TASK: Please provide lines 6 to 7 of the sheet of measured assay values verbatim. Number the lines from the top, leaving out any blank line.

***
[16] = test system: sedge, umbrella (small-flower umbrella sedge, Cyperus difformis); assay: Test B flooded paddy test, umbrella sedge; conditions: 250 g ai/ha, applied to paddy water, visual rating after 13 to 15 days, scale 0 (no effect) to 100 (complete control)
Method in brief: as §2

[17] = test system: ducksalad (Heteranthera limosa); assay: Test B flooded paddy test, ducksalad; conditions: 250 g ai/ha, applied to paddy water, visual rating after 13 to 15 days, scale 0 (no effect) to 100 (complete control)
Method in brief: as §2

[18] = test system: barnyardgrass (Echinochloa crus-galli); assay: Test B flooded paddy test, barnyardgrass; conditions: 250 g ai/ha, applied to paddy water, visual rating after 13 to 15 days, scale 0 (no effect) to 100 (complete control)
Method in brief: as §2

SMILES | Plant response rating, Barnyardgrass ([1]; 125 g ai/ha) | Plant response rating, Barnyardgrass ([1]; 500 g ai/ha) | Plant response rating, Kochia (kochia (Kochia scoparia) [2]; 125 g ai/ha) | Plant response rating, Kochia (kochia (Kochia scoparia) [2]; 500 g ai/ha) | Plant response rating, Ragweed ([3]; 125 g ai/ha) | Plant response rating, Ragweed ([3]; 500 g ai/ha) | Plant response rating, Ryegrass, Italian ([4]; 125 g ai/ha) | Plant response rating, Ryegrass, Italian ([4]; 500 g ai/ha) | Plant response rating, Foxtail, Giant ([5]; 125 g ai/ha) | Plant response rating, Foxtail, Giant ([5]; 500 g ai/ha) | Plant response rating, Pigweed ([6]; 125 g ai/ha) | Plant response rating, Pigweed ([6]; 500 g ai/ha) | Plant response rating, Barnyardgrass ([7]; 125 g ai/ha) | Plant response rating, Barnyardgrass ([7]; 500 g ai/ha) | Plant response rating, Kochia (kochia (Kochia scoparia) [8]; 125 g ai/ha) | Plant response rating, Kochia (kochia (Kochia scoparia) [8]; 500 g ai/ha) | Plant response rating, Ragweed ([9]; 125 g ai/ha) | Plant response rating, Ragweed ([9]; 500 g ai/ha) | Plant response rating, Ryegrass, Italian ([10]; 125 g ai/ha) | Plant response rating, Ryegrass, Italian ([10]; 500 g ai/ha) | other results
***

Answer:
Method in brief: as §2

SMILES | Plant response rating, Barnyardgrass ([1]; 125 g ai/ha) | Plant response rating, Barnyardgrass ([1]; 500 g ai/ha) | Plant response rating, Kochia (kochia (Kochia scoparia) [2]; 125 g ai/ha) | Plant response rating, Kochia (kochia (Kochia scoparia) [2]; 500 g ai/ha) | Plant response rating, Ragweed ([3]; 125 g ai/ha) | Plant response rating, Ragweed ([3]; 500 g ai/ha) | Plant response rating, Ryegrass, Italian ([4]; 125 g ai/ha) | Plant response rating, Ryegrass, Italian ([4]; 500 g ai/ha) | Plant response rating, Foxtail, Giant ([5]; 125 g ai/ha) | Plant response rating, Foxtail, Giant ([5]; 500 g ai/ha) | Plant response rating, Pigweed ([6]; 125 g ai/ha) | Plant response rating, Pigweed ([6]; 500 g ai/ha) | Plant response rating, Barnyardgrass ([7]; 125 g ai/ha) | Plant response rating, Barnyardgrass ([7]; 500 g ai/ha) | Plant response rating, Kochia (kochia (Kochia scoparia) [8]; 125 g ai/ha) | Plant response rating, Kochia (kochia (Kochia scoparia) [8]; 500 g ai/ha) | Plant response rating, Ragweed ([9]; 125 g ai/ha) | Plant response rating, Ragweed ([9]; 500 g ai/ha) | Plant response rating, Ryegrass, Italian ([10]; 125 g ai/ha) | Plant response rating, Ryegrass, Italian ([10]; 500 g ai/ha) | other results